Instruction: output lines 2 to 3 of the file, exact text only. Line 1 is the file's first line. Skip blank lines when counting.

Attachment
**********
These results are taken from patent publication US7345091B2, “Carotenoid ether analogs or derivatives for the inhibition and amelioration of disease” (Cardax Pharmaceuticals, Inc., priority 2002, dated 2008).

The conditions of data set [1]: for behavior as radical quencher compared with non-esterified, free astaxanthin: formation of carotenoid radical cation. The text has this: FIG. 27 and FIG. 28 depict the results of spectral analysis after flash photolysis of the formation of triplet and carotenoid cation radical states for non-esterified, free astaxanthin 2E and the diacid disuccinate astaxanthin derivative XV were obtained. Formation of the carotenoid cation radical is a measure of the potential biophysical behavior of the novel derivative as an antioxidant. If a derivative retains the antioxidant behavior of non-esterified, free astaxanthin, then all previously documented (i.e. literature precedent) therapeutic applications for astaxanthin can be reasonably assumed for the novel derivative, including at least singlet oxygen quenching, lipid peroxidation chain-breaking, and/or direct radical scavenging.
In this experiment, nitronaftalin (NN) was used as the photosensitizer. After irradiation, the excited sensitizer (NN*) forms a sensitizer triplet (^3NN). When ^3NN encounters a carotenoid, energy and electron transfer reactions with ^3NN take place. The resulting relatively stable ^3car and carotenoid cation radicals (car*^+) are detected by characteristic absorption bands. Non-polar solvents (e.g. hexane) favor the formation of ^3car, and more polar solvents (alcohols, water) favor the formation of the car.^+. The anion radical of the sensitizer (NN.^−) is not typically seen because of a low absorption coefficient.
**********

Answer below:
The conditions of data set [1]: for behavior as radical quencher compared with non-esterified, free astaxanthin: formation of carotenoid radical cation. The text has this: FIG. 27 and FIG. 28 depict the results of spectral analysis after flash photolysis of the formation of triplet and carotenoid cation radical states for non-esterified, free astaxanthin 2E and the diacid disuccinate astaxanthin derivative XV were obtained. Formation of the carotenoid cation radical is a measure of the potential biophysical behavior of the novel derivative as an antioxidant. If a derivative retains the antioxidant behavior of non-esterified, free astaxanthin, then all previously documented (i.e. literature precedent) therapeutic applications for astaxanthin can be reasonably assumed for the novel derivative, including at least singlet oxygen quenching, lipid peroxidation chain-breaking, and/or direct radical scavenging.
In this experiment, nitronaftalin (NN) was used as the photosensitizer. After irradiation, the excited sensitizer (NN*) forms a sensitizer triplet (^3NN). When ^3NN encounters a carotenoid, energy and electron transfer reactions with ^3NN take place. The resulting relatively stable ^3car and carotenoid cation radicals (car*^+) are detected by characteristic absorption bands. Non-polar solvents (e.g. hexane) favor the formation of ^3car, and more polar solvents (alcohols, water) favor the formation of the car.^+. The anion radical of the sensitizer (NN.^−) is not typically seen because of a low absorption coefficient.